Stem cell transplant for chronic myelogenous leukemia
A stem cell transplant is sometimes used to treat chronic myelogenous leukemia (CML). Stem cells are found in the bone marrow, the bloodstream and umbilical cords. They are basic cells that develop into different types of cells that have different jobs. For example, all our blood cells develop from blood stem cells.
A stem cell transplant is used to replace stem cells when stem cells or bone marrow are damaged. They can be damaged by disease or destroyed by high doses of chemotherapy or radiation therapy.
A stem cell transplant is a very risky and complex procedure that must be done in specialized transplant centres or hospitals. Many people cannot have this treatment because they are older, they have other health problems or there isn’t a suitable donor for them. You may be offered a stem cell transplant if:
- you are young, have no other health problems and have an HLA-matched donor
- you did not reach a complete remission (the blood cell counts have returned to normal and stay at or near normal levels for long periods of time)with targeted therapy or interferon alfa (Intron A, Wellferon)
- you develop resistance to or you relapse with targeted therapy or interferon alfa
The side effects of the high doses of chemotherapy used before a stem cell transplant may be too severe for people over 55 years of age. People in this age group may also have other health conditions that mean they can’t have a standard stem cell transplant. They may be offered a reduced-intensity transplant, which uses lower-dose conditioning treatment.
Types of transplants used for CML
The following types of stem cell transplant may be used with CML.
In this type of transplant, the stem cells are taken from one person (the donor) and are given to another person (the recipient). The donor may be a relative or may be unrelated to the recipient. The donor and recipient are matched through a process called human leukocyte antigen (HLA) typing.
An allogeneic stem cell transplant is the only treatment known to cure CML. But not everyone can have an allogeneic transplant because they need to have a matched donor.
In this type of transplant, the stem cells are taken from your own bone marrow or blood. Sometimes an autologous transplant is an option for CML in the accelerated or blast phase if there is not a matched donor.
Donor lymphocyte infusion
A donor lymphocyte infusion (DLI) may be given if CML relapses after an allogeneic stem cell transplant. Before a stem cell transplant, lymphocytes are removed from the donor’s blood and frozen for storage. If a relapse occurs after a stem cell transplant, the lymphocytes are thawed and given to the person through one or more infusions. DLI may boost the immune system and bring on a stronger immune reaction against the CML cells.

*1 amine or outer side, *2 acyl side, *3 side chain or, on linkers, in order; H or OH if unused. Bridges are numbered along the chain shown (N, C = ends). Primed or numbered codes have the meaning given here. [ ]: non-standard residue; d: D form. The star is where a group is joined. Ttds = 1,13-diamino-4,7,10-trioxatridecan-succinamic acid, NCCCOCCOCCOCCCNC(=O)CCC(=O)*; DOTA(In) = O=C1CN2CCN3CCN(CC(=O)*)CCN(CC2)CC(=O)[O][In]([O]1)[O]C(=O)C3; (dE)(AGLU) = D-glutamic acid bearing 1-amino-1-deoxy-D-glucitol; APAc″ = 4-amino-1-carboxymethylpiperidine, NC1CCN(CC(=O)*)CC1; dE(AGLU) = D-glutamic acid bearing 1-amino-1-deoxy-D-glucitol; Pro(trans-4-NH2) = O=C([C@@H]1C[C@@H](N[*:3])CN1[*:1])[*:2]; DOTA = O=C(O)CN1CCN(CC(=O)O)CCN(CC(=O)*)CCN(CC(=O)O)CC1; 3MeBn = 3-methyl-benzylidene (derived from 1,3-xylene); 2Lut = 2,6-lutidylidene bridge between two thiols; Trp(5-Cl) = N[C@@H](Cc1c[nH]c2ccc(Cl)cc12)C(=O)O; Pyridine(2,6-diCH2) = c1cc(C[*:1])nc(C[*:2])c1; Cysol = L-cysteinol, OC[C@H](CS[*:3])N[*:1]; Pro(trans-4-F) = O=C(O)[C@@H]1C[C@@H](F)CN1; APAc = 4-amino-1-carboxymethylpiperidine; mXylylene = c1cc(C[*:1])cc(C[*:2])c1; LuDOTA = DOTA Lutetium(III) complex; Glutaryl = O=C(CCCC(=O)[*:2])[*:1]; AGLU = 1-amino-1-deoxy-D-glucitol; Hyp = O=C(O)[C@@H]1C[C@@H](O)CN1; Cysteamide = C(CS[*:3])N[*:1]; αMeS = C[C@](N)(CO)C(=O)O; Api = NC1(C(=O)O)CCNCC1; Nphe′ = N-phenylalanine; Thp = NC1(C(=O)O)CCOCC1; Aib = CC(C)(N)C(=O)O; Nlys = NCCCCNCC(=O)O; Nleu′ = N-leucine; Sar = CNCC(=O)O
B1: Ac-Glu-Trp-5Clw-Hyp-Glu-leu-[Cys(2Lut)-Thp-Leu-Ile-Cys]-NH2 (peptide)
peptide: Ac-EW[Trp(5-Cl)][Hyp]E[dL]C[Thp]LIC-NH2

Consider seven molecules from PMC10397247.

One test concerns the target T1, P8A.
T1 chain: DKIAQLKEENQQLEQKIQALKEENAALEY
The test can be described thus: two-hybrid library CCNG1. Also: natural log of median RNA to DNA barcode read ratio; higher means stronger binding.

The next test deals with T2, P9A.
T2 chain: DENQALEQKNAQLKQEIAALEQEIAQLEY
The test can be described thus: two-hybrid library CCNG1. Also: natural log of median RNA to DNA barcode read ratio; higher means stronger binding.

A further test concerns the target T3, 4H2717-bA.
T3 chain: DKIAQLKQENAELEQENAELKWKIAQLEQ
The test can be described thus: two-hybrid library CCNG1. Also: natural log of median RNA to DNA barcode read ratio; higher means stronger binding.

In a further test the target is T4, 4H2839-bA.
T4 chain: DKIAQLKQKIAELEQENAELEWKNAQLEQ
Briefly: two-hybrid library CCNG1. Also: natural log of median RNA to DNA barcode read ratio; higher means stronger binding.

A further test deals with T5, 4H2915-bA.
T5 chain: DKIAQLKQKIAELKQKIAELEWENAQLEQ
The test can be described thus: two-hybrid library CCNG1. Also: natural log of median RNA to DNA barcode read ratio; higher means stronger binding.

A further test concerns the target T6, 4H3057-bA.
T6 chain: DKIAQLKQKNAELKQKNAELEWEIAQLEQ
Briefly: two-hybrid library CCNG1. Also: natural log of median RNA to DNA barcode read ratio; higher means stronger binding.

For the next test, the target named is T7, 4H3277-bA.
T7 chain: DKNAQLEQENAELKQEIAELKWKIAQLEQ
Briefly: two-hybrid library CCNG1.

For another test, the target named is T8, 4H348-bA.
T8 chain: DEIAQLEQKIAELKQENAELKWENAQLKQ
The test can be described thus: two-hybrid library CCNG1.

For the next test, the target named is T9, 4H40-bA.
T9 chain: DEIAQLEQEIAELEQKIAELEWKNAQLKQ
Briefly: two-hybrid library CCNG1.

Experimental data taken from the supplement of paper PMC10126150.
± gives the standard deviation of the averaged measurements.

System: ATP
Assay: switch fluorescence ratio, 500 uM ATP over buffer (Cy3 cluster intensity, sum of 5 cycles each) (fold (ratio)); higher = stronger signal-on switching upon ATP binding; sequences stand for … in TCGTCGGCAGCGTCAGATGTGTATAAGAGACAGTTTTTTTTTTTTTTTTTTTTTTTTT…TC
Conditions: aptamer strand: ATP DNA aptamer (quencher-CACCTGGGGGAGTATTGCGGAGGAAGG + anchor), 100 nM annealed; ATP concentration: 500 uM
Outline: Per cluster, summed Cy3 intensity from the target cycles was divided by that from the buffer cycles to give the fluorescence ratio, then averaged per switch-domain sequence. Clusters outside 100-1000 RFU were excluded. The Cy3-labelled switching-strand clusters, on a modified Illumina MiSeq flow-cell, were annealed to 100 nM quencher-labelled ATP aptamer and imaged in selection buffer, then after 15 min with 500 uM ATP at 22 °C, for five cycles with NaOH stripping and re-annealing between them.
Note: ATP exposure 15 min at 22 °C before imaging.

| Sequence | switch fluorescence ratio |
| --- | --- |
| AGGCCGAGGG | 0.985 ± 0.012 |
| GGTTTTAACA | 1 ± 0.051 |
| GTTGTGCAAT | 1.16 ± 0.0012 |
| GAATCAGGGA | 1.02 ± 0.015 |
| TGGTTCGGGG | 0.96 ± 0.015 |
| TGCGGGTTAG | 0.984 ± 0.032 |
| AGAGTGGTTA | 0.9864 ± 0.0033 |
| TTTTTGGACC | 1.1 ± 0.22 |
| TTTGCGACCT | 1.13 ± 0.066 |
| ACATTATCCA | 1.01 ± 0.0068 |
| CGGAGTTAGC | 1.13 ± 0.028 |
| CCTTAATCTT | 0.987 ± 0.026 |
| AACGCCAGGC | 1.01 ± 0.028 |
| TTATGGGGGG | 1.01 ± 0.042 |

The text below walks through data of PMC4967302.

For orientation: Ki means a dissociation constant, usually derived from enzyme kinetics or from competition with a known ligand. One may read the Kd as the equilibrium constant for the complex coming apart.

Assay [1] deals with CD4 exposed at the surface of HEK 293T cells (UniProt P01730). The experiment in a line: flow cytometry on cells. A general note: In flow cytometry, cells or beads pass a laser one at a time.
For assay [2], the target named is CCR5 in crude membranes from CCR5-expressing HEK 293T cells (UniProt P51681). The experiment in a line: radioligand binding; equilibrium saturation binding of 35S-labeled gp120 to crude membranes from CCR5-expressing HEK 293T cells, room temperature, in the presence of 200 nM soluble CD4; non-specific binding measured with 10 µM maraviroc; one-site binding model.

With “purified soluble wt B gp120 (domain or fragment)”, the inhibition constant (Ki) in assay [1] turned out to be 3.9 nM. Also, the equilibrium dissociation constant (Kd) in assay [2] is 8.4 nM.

Side effects can happen with any type of treatment for CML, but everyone’s experience is different.
Side effects can develop any time during, immediately after or a few days or weeks after a stem cell transplant. Sometimes late side effects develop months or years after a stem cell transplant. Most side effects go away on their own or can be treated, but some side effects may last a long time or become permanent.
Side effects of a stem cell transplant will depend mainly on the type of chemotherapy drug or drug combination given, if radiation therapy was given, the type of transplant and your overall health. Common side effects of a stem cell transplant include:
- low blood cell counts (called bone marrow suppression)
- skin problems
- hair loss
- graft-versus-host disease (GVHD)
- veno-occlusive disease
Tell your healthcare team if you have side effects that you think might be from a stem cell transplant. The sooner you tell them of any problems, the sooner they can suggest ways to help you deal with them.
Questions to ask about stem cell transplant
A condition that might happen after a stem cell transplant. Healthy stem cells from a donor (called the graft) attack a recipient’s (receiver’s) cells (called the host). The graft cells see the host cells as foreign and start to destroy them. Symptoms include jaundice, rash or blisters on the skin, dry mouth or dry eyes.
Great progress has been made
Some cancers, such as thyroid and testicular, have survival rates of over 90%. Other cancers, such as pancreatic, brain and esophageal, continue to have very low survival rates.